Whoopi Goldberg Goes Off Against Demands For Blacklisting Trump’s Hollywood Supporters
Erielle Davidson
By

This week, on “The View,” Whoopi Goldberg took to task those who asked the Hollywood Reporter to name those who attend a Donald Trump fundraiser in Beverly Hills. The two tweets in question, for which the respective actors Matthew McCormack and Debra Messing came under fire, are listed below:

Messing has since apologized, or attempted to do so. However, that hasn’t shielded her from a flurry of deserved criticism. In an unsurprisingly snide tweet, Trump singled out Messing for seeking to shame his supporters, serving up an ad hominem attack on Messing that failed to get to the crux of the issue. That crux, as Goldberg noted, was really about the notion of  blacklisting individuals for their political affiliations.

Unlike Trump’s attack, Whoopi Goldberg’s public criticism of those calling for lists offered a much-needed critique on the entire idea of publishing blacklists, which she noted to be both antithetical to democracy and perhaps even fatal.

Listen, the last time people did this, people ended up killing themselves. This is not a good idea, OK? Your idea of who you don’t want to work with is your personal business. Do not encourage people to print out lists because the next list that comes out, your name will be on and then people will be coming after you…

We had something called a blacklist and a lot of really good people were accused of stuff. Nobody cared whether it was true or not. They were accused. And they lost their right to work. You don’t have the right! In this country, people can vote for who they want to. That is one of the great rights of this country. You don’t have to like it, but we don’t go after people because we don’t like who they voted for. We don’t go after them that way.

We can talk about issues and stuff, but we don’t print out lists. And I’m sure you guys misspoke when you said that because it sounded like a good idea. Think about it. Read about it. Remember what the blacklist actually meant to people and don’t encourage anyone—anyone to do it.

In an era where both sides have encouraged the politicization of every aspect of our culture, from Hollywood movies to chicken sandwiches, Goldberg’s call for politics to return to the private sphere provides a much needed dose of sanity. And the noticeable cheers amongst the “View” audience after Goldberg spoke indicates that she may not be alone in her sentiments—just maybe, it’s not a hollow cry that rings too late.

Blacklisting was used during the McCarthy era as a way of “purging” Hollywood during the Red Scare. Given Hollywood was seen as the epicenter of cultural content production, the government rabidly sought to clean house. Blacklisting offered a convenient method for doing so by simply denying work to those in the entertainment industry who were suspected of being Communists or suspected of sympathizing with them.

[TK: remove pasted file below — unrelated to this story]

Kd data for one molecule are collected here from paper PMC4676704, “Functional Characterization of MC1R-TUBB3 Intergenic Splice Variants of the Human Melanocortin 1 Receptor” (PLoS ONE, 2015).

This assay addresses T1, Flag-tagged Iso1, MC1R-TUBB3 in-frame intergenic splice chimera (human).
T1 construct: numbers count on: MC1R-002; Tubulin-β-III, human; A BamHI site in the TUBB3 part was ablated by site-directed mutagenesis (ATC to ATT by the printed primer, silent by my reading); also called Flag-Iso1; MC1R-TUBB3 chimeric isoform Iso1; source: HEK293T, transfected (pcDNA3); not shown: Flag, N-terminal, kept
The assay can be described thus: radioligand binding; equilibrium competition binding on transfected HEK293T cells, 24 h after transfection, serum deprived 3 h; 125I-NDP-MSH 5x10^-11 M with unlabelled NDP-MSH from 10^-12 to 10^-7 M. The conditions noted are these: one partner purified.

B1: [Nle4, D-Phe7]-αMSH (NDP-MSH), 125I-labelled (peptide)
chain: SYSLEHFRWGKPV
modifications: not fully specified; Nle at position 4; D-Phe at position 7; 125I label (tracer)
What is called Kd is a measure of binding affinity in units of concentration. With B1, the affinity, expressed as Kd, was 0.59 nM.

As Goldberg notes, blacklisting wasn’t solely about locating the communists. As long as a head was presented, that was sometimes sufficient for the House Committee on Un-American Activities, the organization in charge of the blacklisting efforts.

Lists don’t require an explanation, and in fact, their very structure prefers that you do not provide one. Unless there are multiple lists, a single list generally doesn’t offer nuance either. Its mere creation results in a clear binary – you’re either on the list or you’re not. It doesn’t matter if you’re a decorated veteran, a grandmother, or both of the above. You’re on the list, and now, you’re branded.

Whoever determines the threshold for entry on the list maintains all the power. By the end of the time of McCarthyism and other historical instances of witch hunts, the bar could be exceedingly low and often consisted of whispered heresy. As a result, lots of innocent people’s reputations were irrevocably damaged and frequently without cause. But if you complained about any of this, you were supposedly defending communists, or rapists, or whatever the list is supposed to represent.

Goldberg is right. We don’t need a return to lists. In an age where nuance is frequently squashed for the sake of fitting our biting takes into 280 characters, the last thing society needs is another push into the abyss of binaries. We need a return to nuance, not an elevation of public shaming.

The irony of both Messing and McCormack’s tweets is that they think they’re doing society a favor by “rooting out” who they deem to be undesirables. The funny thing is, McCarthy and his squad thought they were, too.

Erielle Davidson is a Staff Writer at the Federalist and a law student at Georgetown University Law Center. She currently serves as a Fellow at the Center for International Law in the Middle East (CILME) at the Antonin Scalia Law School at George Mason University. She writes about Israel, the Middle East, and related issues. Find her on Twitter at @politicalelle.

Copyright © 2019 The Federalist, a wholly independent division of FDRLST Media, All Rights Reserved.